Hundreds of thousands of food stamp recipients will lose at least $90 a month in benefits, after an amendment to the farm bill failed badly in the Senate.
The Senate overwhelmingly rejected a bid to preserve some $4.5 billion in food stamps funding, as part of the massive farm bill, on Tuesday.
The amendment to keep that spending in the Supplemental Nutrition Assistance Program, offered by Sen. Kirsten Gillibrand (D-N.Y.), failed 33 to 66. Sixty votes were needed to pass.
Gillibrand had hoped to prevent food aid cuts in the $969 billion bill by trimming the guaranteed profit for crop insurance companies from 14 to 12 percent and by lowering payments for crop insurers from $1.3 billion to $825 million.
Under a “heat-and-eat” initiative, states qualify any family who receives low-income heating assistance (under the program known as LIHEAP) for food stamps. The farm bill would end that program, which would affect roughly 500,000 recipients, with an average of $90 a month in benefit reductions. But Gillibrand could only muster 29 Democrats and 4 Republicans for the amendment to restore the funding. Senate Agriculture Committee Chair Debbie Stabenow joined 22 Democrats in opposition.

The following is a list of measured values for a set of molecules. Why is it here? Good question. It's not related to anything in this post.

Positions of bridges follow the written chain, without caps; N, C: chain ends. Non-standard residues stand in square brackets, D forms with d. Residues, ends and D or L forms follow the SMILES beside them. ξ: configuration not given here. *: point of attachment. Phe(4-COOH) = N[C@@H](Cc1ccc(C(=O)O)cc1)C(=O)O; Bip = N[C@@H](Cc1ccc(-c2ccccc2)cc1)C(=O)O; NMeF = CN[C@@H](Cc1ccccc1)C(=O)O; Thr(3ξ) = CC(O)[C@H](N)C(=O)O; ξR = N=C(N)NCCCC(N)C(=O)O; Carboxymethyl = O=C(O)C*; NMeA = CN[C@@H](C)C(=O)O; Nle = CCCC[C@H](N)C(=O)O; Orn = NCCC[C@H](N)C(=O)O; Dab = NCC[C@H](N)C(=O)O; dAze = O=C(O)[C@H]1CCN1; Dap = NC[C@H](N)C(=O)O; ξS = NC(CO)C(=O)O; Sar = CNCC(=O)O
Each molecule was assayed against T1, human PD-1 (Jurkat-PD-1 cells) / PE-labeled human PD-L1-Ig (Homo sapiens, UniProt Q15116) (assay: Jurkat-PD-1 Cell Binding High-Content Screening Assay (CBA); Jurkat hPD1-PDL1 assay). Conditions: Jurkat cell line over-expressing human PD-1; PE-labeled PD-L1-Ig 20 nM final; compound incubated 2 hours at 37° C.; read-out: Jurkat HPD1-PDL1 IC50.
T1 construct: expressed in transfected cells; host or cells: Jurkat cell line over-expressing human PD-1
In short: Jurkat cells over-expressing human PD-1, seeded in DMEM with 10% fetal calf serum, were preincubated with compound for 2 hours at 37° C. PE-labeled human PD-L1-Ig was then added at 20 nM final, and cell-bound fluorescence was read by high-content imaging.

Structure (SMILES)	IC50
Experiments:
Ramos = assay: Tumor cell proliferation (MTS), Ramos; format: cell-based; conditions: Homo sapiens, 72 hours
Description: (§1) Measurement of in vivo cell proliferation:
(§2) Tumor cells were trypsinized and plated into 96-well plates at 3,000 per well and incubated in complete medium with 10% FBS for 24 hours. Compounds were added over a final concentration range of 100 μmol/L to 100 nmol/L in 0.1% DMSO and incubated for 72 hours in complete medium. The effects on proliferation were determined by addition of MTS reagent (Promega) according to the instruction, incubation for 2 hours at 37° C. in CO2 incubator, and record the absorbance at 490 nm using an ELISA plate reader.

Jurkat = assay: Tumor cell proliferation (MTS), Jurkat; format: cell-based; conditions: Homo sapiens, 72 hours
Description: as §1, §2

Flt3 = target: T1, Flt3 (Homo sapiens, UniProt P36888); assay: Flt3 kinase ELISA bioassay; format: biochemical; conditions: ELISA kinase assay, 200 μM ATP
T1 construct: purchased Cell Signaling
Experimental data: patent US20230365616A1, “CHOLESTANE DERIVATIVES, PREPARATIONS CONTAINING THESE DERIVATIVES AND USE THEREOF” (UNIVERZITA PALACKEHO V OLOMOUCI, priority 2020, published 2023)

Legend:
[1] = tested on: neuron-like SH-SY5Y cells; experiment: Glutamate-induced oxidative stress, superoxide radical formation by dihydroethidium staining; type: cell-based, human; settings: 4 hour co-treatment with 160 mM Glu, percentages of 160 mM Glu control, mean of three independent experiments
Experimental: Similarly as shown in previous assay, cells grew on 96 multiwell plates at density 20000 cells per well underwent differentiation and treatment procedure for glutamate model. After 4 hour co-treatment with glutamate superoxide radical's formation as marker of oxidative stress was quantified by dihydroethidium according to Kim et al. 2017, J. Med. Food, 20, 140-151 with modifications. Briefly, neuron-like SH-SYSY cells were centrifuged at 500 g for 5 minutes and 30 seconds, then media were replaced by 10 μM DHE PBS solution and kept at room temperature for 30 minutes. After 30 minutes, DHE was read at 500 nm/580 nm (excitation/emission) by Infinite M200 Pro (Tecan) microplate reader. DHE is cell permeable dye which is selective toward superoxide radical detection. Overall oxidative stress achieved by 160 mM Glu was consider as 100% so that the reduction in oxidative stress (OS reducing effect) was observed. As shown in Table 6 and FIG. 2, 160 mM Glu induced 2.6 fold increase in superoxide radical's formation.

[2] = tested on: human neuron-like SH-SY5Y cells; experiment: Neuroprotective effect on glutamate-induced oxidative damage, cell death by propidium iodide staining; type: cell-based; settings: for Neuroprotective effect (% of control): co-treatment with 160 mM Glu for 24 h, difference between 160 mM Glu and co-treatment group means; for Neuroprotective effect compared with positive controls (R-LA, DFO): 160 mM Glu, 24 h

As Stabenow frames it, states are going around giving $1 checks for home heating assistance to low-income families, simply to raise food stamp benefits. It’s a pretty elaborate scan she’s asserting, and if the end result is that families who need help are getting a bit more – $90 a month – I don’t really understand the moral objection, rather than the self-imposed need to hit a budget target.
The bigger problem is that the safety net is fraying, and with the demise of welfare, food stamps has become one of the few channels to deliver benefits to incredibly needy populations. Food stamps also happen to have a large multiplier, since all of the money gets cycled into the economy. And it happens to have an infinitesimally low error rate, so playing up implied fraud is not only damaging, it’s wrong.
Sadly, these cuts become the baseline for the food stamp program, which will be lucky to get away with only a $4.5 billion reduction. The House has proposed $33 billion in cuts over a ten-year window in its version of the farm bill, and outside of that, proposed $134 billion in additional cuts in its budget resolution. So the food stamp program will get whacked, the question is whether it will get whacked a little or a lot.